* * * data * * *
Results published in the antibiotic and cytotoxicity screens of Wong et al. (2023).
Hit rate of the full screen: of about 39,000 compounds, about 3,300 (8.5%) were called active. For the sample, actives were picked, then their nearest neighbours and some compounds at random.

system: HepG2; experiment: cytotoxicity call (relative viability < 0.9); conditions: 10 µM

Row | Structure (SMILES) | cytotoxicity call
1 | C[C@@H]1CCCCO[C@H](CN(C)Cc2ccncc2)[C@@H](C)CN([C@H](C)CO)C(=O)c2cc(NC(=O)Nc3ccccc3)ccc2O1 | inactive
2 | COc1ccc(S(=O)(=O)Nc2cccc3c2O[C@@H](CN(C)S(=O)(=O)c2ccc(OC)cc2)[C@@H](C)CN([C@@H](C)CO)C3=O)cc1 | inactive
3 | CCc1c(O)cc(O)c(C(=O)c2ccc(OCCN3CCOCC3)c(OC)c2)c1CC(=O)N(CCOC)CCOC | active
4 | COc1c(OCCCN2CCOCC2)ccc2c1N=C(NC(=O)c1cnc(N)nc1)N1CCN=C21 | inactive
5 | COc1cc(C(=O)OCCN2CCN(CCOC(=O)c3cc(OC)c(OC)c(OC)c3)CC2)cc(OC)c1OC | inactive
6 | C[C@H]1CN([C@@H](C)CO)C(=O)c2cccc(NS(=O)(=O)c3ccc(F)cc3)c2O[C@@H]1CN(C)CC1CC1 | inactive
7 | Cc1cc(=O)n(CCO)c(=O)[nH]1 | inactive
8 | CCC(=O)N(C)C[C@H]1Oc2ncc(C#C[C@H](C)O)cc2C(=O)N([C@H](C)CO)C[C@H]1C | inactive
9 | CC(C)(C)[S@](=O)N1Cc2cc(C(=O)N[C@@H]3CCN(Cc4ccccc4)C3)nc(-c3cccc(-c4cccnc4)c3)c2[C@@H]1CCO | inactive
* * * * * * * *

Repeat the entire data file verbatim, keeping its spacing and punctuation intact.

Results published in the antibiotic and cytotoxicity screens of Wong et al. (2023).
Hit rate of the full screen: of about 39,000 compounds, about 3,300 (8.5%) were called active. For the sample, actives were picked, then their nearest neighbours and some compounds at random.

system: HepG2; experiment: cytotoxicity call (relative viability < 0.9); conditions: 10 µM

Row | Structure (SMILES) | cytotoxicity call
1 | C[C@@H]1CCCCO[C@H](CN(C)Cc2ccncc2)[C@@H](C)CN([C@H](C)CO)C(=O)c2cc(NC(=O)Nc3ccccc3)ccc2O1 | inactive
2 | COc1ccc(S(=O)(=O)Nc2cccc3c2O[C@@H](CN(C)S(=O)(=O)c2ccc(OC)cc2)[C@@H](C)CN([C@@H](C)CO)C3=O)cc1 | inactive
3 | CCc1c(O)cc(O)c(C(=O)c2ccc(OCCN3CCOCC3)c(OC)c2)c1CC(=O)N(CCOC)CCOC | active
4 | COc1c(OCCCN2CCOCC2)ccc2c1N=C(NC(=O)c1cnc(N)nc1)N1CCN=C21 | inactive
5 | COc1cc(C(=O)OCCN2CCN(CCOC(=O)c3cc(OC)c(OC)c(OC)c3)CC2)cc(OC)c1OC | inactive
6 | C[C@H]1CN([C@@H](C)CO)C(=O)c2cccc(NS(=O)(=O)c3ccc(F)cc3)c2O[C@@H]1CN(C)CC1CC1 | inactive
7 | Cc1cc(=O)n(CCO)c(=O)[nH]1 | inactive
8 | CCC(=O)N(C)C[C@H]1Oc2ncc(C#C[C@H](C)O)cc2C(=O)N([C@H](C)CO)C[C@H]1C | inactive
9 | CC(C)(C)[S@](=O)N1Cc2cc(C(=O)N[C@@H]3CCN(Cc4ccccc4)C3)nc(-c3cccc(-c4cccnc4)c3)c2[C@@H]1CCO | inactive